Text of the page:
Steamer- 4.21 ERA, 7.60 K/9, 3.94 BB/9, 4.23 FIP in 163 IP
Oliver- 4.17 ERA, 7.33 K/9, 4.11 BB/9, 4.44 FIP in 160 IP
ZiPS- 3.72 ERA, 7.74 K/9, 3.55 BB/9, 3.99 FIP in 152 IP

Why he will beat the projections

Archer burst onto the big league scene as a rookie last year. He improved his command, something that he has struggled with throughout his career, and also began to show flashes of a changeup that could be more than a show-me pitch. It still needs more consistency, but it has come a long way even since the end of last season. Add in an average changeup to his already plus fastball-slider combination and Archer should easily out-pitch these conservative projections.

Why he won’t beat the projections

As mentioned, Archer made huge strides with his command last year. The question now it this: was it a fluke, or is it something he can sustain? The projections don’t think he can sustain it, and the fact that Archer only posted a BB/9 under 4.0 once in his minor league career seems to agree with them. That being said, there is always the chance that Archer really turned a corner.

Jake Odorizzi– 3.94 ERA, 6.67 K/9, 2.43 BB/9, 3.89 FIP in 29.2 IP in 2013

Steamer- 4.30 ERA, 7.03 K/9, 3.46 BB/9, 4.52 FIP in 96 IP
Oliver- 4.06 ERA, 7.20 K/9, 3.20 BB/9, 4.44 FIP in 146 IP
ZiPS- 4.57 ERA, 6.62 K/9, 4.10 BB/9, 4.77 FIP in 136 IP

Why he will beat the projections

Odorizzi’s posted a 3.33 ERA in 124.1 IP in Triple-A last year and was successful during him time in the major leagues–and he has only gotten better since then. Odorizzi has improved his fastball command and finally has a swing-and-miss secondary pitch in the split-changeup he added this spring.  Odorizzi seems to just be a fill in until Jeremy Hellickson can return from injury, but with an upgraded arsenal and great command, he could make himself the better option.

Why he won’t beat the expectations

You truly never know how a player will transition from the minors to the majors. The majors expose flaws that never show up in the minor leagues, and this could happen with Odorizzi. Good pitchers go through learning curves–even David Price posted a 4.42 ERA in his first big league season. Odorizzi should be a good big league pitcher in the future, but there is a chance that it could take some time for him to learn how to adjust to big league pitching. If this is the case, he could find himself struggling through inconsistency being sent down to Triple-A when Hellickson is ready to return.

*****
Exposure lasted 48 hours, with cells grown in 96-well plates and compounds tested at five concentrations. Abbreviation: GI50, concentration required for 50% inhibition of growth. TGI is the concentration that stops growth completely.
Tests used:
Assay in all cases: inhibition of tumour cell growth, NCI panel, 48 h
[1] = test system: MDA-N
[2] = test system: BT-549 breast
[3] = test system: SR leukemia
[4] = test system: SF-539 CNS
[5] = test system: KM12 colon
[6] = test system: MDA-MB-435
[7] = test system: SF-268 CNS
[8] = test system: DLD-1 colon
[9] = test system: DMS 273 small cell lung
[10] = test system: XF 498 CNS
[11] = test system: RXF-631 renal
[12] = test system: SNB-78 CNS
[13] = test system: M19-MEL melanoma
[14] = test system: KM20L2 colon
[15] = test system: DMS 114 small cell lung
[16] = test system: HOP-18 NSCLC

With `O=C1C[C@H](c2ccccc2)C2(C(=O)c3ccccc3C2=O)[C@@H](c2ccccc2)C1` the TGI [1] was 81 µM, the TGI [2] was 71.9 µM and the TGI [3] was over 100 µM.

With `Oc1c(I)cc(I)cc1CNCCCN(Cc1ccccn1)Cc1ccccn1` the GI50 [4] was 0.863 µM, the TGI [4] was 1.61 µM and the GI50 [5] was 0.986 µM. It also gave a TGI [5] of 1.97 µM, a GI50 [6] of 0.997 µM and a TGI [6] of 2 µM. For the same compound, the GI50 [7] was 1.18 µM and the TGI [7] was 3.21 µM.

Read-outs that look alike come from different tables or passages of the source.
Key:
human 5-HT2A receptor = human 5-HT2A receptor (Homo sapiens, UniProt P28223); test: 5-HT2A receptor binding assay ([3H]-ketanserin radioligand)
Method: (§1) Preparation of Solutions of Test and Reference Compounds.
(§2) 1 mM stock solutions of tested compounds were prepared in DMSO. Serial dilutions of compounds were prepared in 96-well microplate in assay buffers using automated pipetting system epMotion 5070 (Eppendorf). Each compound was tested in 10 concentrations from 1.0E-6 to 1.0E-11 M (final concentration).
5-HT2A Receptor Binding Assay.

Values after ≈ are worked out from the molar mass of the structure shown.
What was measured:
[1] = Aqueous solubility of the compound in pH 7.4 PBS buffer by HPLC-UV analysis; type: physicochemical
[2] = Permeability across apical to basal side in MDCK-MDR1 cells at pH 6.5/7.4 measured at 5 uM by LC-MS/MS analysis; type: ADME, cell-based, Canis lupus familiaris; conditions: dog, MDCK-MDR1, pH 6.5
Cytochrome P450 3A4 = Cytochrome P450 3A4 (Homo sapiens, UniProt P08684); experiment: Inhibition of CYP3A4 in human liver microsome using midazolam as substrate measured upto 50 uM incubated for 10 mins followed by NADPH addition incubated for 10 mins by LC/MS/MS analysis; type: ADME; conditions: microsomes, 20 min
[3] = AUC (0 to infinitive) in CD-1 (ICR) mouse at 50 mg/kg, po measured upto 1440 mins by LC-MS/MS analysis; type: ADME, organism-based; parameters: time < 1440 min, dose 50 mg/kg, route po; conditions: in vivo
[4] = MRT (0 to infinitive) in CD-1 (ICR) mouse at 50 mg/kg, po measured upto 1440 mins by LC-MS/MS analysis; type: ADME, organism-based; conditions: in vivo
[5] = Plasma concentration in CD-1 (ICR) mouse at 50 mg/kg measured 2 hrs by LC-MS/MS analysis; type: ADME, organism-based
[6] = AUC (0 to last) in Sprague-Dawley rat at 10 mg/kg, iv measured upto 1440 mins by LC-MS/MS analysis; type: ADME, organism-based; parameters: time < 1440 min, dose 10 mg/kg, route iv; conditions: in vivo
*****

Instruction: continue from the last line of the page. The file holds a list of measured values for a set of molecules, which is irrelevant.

Jeremy Hellickson- 5.17 ERA, 6.98 K/9, 2.59 BB/9, 4.22 FIP in 174 IP in 2013

Steamer- 4.15 ERA, 6.55 K/9, 2.87 BB/9, 4.45 FIP in 39 IP
Oliver- 3.83 ERA, 6.48 K/9, 2.81 BB/9, 4.31 FIP in 176 IP
ZiPS- 4.12 ERA, 6.91 K/9, 2.91 BB/9, 4.30 FIP in 164 IP

Why he will beat the projections

Hellickson will be out until at least mid-May because of an elbow injury, and is not guaranteed to even have a spot in the rotation when he is healthy. That being said, he has a strong track record, and still has the ability to pitch like the excellent pitcher he was in his first two years. Hellickson has lived off of inducing poor contact in his career, but poor fastball command in 2013 caused him to get hit hard. However, his strikeout and walk numbers were actually the best of his career, so if he can regain his ability to throw the fastball down in the zone, Hellickson could be very good once he returns.

Why he won’t beat the projections

Hellickson is coming off of elbow surgery, which already raises red flags. Even if he returns as healthy as before, he is a question mark. He did a good job of getting bad contact in his first two years, but that could have been partly due to luck. He shouldn’t be as bad as he was last year, but if his fastball command does not come all the way back, his future will be in serious question.

The Tampa Bay Rays once again have a great starting rotation. In fact, the top four pitchers have a legitimate shot at getting Cy Young votes this year, and even Hellickson has shown potential to do the same in the past. The fact that the Rays have put together such a strong pitching staff from players they either drafted or acquired as minor leaguers is very impressive. This rotation just might carry the Rays deep into the playoffs in 2014.